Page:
These figures are from lecture 1 of Economics 2328 at Harvard. (Click for larger versions.)
See also here and this podcast.
Lecture 1: The Emergence of Modern Economic Growth: A Comparative and Historical Analysis
The focus of this course is in trying to understand the pattern of world development in the long-run, starting with the Neolithic Revolution around 10,000 years ago.
The most dramatic fact is the relative evolution of income per capita vividly portrayed in the data by Maddison shown on the next slide. When I was a (British, and worse, British Empire) schoolboy we used to just call this the industrial revolution but now we call it the Great Divergence.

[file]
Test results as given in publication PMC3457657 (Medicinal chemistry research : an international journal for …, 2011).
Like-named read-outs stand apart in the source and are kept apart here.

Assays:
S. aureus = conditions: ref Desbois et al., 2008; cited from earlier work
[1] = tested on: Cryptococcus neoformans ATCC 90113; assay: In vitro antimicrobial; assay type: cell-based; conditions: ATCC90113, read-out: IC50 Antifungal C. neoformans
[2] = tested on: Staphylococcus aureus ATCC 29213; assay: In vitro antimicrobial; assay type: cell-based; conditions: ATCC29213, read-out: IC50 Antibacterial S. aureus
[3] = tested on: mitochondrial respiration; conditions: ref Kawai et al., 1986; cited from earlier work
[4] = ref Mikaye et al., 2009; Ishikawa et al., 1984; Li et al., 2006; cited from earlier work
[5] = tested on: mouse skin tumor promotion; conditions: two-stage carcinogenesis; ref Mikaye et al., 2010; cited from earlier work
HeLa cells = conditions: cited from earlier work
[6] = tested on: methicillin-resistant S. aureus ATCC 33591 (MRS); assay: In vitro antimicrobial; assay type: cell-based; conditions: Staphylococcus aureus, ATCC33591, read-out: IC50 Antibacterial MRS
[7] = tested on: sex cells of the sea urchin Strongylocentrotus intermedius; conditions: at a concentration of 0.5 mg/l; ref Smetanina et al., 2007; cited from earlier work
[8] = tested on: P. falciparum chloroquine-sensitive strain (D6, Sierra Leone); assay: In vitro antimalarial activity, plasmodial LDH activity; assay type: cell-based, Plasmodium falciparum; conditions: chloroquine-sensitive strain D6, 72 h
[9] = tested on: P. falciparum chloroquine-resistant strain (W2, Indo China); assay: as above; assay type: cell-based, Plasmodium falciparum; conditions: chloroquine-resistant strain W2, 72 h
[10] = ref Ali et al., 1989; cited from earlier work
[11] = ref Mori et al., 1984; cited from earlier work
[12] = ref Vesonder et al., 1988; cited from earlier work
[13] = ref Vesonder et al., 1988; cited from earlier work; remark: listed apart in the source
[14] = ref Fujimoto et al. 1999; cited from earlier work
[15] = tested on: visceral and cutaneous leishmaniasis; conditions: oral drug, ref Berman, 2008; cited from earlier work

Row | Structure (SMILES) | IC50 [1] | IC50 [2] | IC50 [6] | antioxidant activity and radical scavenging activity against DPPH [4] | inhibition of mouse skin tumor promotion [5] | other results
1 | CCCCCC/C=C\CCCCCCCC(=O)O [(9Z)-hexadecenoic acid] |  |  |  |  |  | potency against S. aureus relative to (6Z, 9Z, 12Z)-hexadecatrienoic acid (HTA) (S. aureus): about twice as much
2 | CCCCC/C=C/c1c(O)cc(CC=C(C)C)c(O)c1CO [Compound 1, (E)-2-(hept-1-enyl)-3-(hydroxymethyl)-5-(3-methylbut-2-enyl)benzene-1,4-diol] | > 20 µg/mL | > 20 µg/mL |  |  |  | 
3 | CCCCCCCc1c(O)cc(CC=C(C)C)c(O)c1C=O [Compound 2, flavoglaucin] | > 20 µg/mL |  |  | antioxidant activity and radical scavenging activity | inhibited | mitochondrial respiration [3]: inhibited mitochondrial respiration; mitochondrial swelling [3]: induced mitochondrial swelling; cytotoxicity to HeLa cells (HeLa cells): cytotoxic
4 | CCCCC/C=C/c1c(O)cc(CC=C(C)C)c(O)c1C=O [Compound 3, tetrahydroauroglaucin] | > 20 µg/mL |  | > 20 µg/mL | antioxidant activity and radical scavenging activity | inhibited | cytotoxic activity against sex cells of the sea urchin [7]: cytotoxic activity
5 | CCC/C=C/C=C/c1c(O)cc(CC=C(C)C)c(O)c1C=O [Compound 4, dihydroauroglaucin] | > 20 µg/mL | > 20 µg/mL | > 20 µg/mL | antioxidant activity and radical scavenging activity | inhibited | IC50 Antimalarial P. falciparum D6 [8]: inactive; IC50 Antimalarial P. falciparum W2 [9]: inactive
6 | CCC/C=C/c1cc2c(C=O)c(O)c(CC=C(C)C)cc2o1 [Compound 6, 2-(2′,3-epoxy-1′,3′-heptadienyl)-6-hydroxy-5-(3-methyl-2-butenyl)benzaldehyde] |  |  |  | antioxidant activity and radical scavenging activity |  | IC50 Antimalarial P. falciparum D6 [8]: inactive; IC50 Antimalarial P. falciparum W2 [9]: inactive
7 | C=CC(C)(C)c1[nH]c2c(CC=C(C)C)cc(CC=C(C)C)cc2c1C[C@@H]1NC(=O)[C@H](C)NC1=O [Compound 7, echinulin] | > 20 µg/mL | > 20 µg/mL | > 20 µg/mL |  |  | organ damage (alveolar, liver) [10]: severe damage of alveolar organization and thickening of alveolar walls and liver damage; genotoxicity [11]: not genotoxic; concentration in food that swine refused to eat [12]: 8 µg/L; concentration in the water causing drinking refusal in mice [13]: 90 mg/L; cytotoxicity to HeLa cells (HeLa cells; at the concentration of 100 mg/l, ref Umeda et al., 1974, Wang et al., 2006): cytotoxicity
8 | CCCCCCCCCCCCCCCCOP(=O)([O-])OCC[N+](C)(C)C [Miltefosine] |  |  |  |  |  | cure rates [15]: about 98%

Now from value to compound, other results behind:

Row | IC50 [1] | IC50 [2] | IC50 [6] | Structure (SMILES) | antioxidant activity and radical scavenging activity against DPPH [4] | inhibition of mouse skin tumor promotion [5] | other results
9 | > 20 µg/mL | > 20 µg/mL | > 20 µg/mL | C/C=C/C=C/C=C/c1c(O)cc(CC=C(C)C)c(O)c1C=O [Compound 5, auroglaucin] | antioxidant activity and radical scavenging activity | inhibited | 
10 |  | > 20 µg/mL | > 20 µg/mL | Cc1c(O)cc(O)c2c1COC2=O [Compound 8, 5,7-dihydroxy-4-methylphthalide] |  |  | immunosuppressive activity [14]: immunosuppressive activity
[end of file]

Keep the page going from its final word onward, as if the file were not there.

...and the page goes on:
This terminology reflects a signifcant shift in emphasis away from explaining why the industrial revolution happened to why the technologies and methods of organization it generated diffused so unevenly across the world.
I've looked at some of economic historian Angus Maddison's stuff, and to me it seems like little more than guesswork. But the figures are pretty...
Early industrialization is bad for the average person -- it makes you nasty, brutish and short ;-) But in the long run, it's the way to get ahead.